What to Pack
Most of the recommended hikes in the park are day hikes. We visited in July, so it was hot at lower elevations but cool at higher elevations. So, we packed for a full day out, including lunch, water, snacks, sun hat and cream, hiking boots, poles, and clothing.
- Day bag – I only ever use Osprey bags. They last me 10+ years, making them a sustainable long-term investment. My Osprey is so old that I’m not sure they are even online anymore, but I have a day bag similar to this with hip support.
- Wool socks – Farm to feet is my favorite sustainable and ethical U.S. brand. These keep you warm, dry, and stink-free!
- Hiking boots – I have a German brand that you can’t find many places outside of Germany. Finding a good hiking boot is best done in person at your local recreational store.
- Hiking pants – I am all about those zip offs
- Hiking shirt
- Camelbak bladder – I use the 2L for day trips and 3L when it is extra hot.
- Snacks – I always pack my snacks in reusable bags or bee’s wax wraps.
- Trekking poles – you might not need these, but I always have them on hand if I get in a sticky situation, get tired, or want to increase my calorie burn with an arm workout. My REI Co-Op poles have lasted me 9 years and are still going!
- Battery charger or watch – keep an eye on the taxi timetable
- Camera or phone
- Binoculars – you’ll want these to see all the wildlife
- Telescope if you are into astrotourism
Multi-day bag – if you are doing a multi-day hike like the Carros de Foc, you’ll need a larger bag. I have and use the Kyte for my multi-day treks. It fits so much but distributes the weight so well that I hardly notice anything on my back. Of course, you’ll need to fill this with adequate gear for a multi-day trek, like extra wool socks, a change of clothes, extra snacks, and the essentials.
If you visit during winter, you’ll need different gear, including hats, gloves, technical outerwear, snowshoes, and snow pants.
Where to Stay
We stayed in the most amazing campground just right outside the park. Voraparc Camping is at the mountain’s foothills and is surrounded by nature, including impressive waterfalls. We had our campervan with us, so we booked a spot for our van with plenty of room to spare to hang our hammock.
They have glamping pods and even actual cabins if you don’t have a tent or campervan. There is a pool, a common seating area with a cafe, a little mini grocer, ping pong tables, sitting areas in the forest, picnic spots, and more. This is the whole package.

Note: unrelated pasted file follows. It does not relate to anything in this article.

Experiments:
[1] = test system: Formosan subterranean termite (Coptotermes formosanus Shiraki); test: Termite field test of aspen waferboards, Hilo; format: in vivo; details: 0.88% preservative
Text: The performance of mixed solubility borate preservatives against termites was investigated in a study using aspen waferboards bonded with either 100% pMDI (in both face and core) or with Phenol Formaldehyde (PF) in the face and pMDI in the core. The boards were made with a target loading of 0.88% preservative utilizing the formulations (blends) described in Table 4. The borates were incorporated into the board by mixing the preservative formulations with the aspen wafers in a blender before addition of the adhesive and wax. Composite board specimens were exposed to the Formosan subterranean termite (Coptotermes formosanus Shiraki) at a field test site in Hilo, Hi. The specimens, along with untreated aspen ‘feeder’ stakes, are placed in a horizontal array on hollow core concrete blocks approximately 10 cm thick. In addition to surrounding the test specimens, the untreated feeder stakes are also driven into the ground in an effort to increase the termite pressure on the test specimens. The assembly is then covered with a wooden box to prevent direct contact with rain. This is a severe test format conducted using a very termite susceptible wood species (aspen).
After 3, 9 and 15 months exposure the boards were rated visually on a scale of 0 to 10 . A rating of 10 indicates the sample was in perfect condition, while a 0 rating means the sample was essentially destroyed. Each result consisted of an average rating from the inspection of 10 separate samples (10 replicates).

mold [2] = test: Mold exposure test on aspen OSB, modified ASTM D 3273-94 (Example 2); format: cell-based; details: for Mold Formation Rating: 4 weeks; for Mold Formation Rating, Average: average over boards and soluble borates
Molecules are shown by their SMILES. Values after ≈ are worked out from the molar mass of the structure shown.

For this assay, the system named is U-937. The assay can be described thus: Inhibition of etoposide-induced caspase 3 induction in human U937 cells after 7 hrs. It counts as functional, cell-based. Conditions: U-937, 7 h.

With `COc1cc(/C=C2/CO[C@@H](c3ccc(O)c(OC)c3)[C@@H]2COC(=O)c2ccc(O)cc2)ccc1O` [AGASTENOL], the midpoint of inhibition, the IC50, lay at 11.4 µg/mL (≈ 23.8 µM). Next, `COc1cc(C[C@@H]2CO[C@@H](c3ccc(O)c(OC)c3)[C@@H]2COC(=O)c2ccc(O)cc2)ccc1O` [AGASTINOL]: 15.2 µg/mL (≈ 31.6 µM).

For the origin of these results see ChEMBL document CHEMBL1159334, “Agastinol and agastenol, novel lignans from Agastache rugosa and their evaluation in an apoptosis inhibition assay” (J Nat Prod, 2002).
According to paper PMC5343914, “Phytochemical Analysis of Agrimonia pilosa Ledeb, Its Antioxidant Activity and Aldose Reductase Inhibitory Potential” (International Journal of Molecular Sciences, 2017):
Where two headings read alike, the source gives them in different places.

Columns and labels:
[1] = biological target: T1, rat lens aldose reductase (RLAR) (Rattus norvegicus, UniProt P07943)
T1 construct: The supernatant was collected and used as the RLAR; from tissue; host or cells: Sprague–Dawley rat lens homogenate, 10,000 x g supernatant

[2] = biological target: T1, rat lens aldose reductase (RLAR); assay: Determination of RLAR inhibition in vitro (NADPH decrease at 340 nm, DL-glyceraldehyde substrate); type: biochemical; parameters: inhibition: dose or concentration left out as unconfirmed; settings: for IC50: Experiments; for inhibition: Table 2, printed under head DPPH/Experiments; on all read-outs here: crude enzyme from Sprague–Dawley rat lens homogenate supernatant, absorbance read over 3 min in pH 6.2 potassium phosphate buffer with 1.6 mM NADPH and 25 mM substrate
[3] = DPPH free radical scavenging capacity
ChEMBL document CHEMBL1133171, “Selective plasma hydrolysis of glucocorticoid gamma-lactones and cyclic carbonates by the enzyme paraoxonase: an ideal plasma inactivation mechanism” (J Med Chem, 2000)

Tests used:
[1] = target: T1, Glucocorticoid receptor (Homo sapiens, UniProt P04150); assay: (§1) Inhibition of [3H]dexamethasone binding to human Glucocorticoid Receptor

If camping is not your thing, you’ll want to stay in Espot, which has modern hotels like Els Encantats, or rustic options like Hotel Roya.
There are other hotels near the western entrance Boí, but we did not pass through there.
If you want to stay in the park on a hike in, hike out situation. You can book spots at any of the Refugi mountain huts. We often book this type of accommodation when we travel through European national parks and would have done it if we didn’t have our campervan. The couple we met hiking were staying at Amitges, which looks amazing!
What to Eat
We ate most of our meals at our campsite, cooking pasta, eggs, and couscous salads on site. We prepped sandwiches to bring into the park for our lunch breaks.
I recommend visiting a grocery store before you venture into the park. Make yourself packed lunches for a picnic out in nature. Grab some local Spanish cheese and olives for your packed lunch!
Espot has a few restaurants if you need more of a sit-down meal. We grabbed a cheese pizza one of the days we were in the area.
Discuss and Share
I hope you are inspired to visit one of Spain’s most amazing national parks, Aigüestortes i Estany de Sant Maurici. It is surely one of the best preserved natural spaces in western Europe. Hiking through the tranquil landscape will surely change your mind about Spain and the wild places in Europe. I hope this guide helps you get the most out of your stay while visiting the impressive St. Maurice Lake in the Spanish Pyrenees.